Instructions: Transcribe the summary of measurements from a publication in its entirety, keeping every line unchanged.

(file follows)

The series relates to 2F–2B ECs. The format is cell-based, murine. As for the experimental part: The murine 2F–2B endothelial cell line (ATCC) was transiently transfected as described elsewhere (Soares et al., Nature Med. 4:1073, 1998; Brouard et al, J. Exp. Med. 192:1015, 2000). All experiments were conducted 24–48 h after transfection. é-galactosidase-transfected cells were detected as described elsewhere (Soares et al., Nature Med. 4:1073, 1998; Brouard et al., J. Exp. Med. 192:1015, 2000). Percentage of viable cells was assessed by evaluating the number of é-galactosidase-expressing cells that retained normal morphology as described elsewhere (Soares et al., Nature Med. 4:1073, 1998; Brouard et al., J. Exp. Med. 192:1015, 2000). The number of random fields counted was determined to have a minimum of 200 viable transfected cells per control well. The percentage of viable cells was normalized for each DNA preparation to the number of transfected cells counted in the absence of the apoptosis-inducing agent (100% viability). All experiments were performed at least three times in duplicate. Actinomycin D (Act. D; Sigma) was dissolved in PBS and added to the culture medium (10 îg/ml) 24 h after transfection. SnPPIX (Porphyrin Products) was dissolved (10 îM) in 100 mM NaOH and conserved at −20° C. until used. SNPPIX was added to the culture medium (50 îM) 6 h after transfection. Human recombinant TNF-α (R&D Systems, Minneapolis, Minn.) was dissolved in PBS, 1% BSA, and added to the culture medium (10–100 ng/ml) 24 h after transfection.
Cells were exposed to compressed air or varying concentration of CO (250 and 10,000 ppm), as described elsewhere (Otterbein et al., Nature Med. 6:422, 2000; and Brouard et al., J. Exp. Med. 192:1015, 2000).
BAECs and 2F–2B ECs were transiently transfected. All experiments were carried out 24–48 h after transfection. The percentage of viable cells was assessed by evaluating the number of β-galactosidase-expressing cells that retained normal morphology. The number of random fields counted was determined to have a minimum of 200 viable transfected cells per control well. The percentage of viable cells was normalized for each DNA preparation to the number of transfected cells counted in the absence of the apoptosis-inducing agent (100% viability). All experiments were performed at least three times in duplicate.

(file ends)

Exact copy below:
The series relates to 2F–2B ECs. The format is cell-based, murine. As for the experimental part: The murine 2F–2B endothelial cell line (ATCC) was transiently transfected as described elsewhere (Soares et al., Nature Med. 4:1073, 1998; Brouard et al, J. Exp. Med. 192:1015, 2000). All experiments were conducted 24–48 h after transfection. é-galactosidase-transfected cells were detected as described elsewhere (Soares et al., Nature Med. 4:1073, 1998; Brouard et al., J. Exp. Med. 192:1015, 2000). Percentage of viable cells was assessed by evaluating the number of é-galactosidase-expressing cells that retained normal morphology as described elsewhere (Soares et al., Nature Med. 4:1073, 1998; Brouard et al., J. Exp. Med. 192:1015, 2000). The number of random fields counted was determined to have a minimum of 200 viable transfected cells per control well. The percentage of viable cells was normalized for each DNA preparation to the number of transfected cells counted in the absence of the apoptosis-inducing agent (100% viability). All experiments were performed at least three times in duplicate. Actinomycin D (Act. D; Sigma) was dissolved in PBS and added to the culture medium (10 îg/ml) 24 h after transfection. SnPPIX (Porphyrin Products) was dissolved (10 îM) in 100 mM NaOH and conserved at −20° C. until used. SNPPIX was added to the culture medium (50 îM) 6 h after transfection. Human recombinant TNF-α (R&D Systems, Minneapolis, Minn.) was dissolved in PBS, 1% BSA, and added to the culture medium (10–100 ng/ml) 24 h after transfection.
Cells were exposed to compressed air or varying concentration of CO (250 and 10,000 ppm), as described elsewhere (Otterbein et al., Nature Med. 6:422, 2000; and Brouard et al., J. Exp. Med. 192:1015, 2000).
BAECs and 2F–2B ECs were transiently transfected. All experiments were carried out 24–48 h after transfection. The percentage of viable cells was assessed by evaluating the number of β-galactosidase-expressing cells that retained normal morphology. The number of random fields counted was determined to have a minimum of 200 viable transfected cells per control well. The percentage of viable cells was normalized for each DNA preparation to the number of transfected cells counted in the absence of the apoptosis-inducing agent (100% viability). All experiments were performed at least three times in duplicate.